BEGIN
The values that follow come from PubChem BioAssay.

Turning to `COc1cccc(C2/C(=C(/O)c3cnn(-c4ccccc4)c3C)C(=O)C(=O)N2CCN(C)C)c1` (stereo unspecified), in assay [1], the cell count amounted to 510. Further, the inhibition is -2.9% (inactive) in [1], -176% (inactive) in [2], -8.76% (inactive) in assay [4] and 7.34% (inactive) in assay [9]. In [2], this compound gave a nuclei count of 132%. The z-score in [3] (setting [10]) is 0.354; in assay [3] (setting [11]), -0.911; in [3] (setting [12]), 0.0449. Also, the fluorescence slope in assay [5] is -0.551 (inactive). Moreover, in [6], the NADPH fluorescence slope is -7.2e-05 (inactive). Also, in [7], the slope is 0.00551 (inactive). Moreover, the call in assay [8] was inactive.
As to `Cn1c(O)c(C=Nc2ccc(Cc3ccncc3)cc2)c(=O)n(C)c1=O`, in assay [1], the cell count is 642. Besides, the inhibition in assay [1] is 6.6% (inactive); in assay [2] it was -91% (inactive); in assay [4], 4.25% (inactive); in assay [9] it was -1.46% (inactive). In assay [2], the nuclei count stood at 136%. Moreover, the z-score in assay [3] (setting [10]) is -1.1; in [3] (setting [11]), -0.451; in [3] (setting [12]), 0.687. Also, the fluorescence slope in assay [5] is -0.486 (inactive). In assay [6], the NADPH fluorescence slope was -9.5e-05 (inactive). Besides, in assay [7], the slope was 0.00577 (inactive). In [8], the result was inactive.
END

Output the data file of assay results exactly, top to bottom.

The values that follow come from PubChem BioAssay.

Turning to `COc1cccc(C2/C(=C(/O)c3cnn(-c4ccccc4)c3C)C(=O)C(=O)N2CCN(C)C)c1` (stereo unspecified), in assay [1], the cell count amounted to 510. Further, the inhibition is -2.9% (inactive) in [1], -176% (inactive) in [2], -8.76% (inactive) in assay [4] and 7.34% (inactive) in assay [9]. In [2], this compound gave a nuclei count of 132%. The z-score in [3] (setting [10]) is 0.354; in assay [3] (setting [11]), -0.911; in [3] (setting [12]), 0.0449. Also, the fluorescence slope in assay [5] is -0.551 (inactive). Moreover, in [6], the NADPH fluorescence slope is -7.2e-05 (inactive). Also, in [7], the slope is 0.00551 (inactive). Moreover, the call in assay [8] was inactive.
As to `Cn1c(O)c(C=Nc2ccc(Cc3ccncc3)cc2)c(=O)n(C)c1=O`, in assay [1], the cell count is 642. Besides, the inhibition in assay [1] is 6.6% (inactive); in assay [2] it was -91% (inactive); in assay [4], 4.25% (inactive); in assay [9] it was -1.46% (inactive). In assay [2], the nuclei count stood at 136%. Moreover, the z-score in assay [3] (setting [10]) is -1.1; in [3] (setting [11]), -0.451; in [3] (setting [12]), 0.687. Also, the fluorescence slope in assay [5] is -0.486 (inactive). In assay [6], the NADPH fluorescence slope was -9.5e-05 (inactive). Besides, in assay [7], the slope was 0.00577 (inactive). In [8], the result was inactive.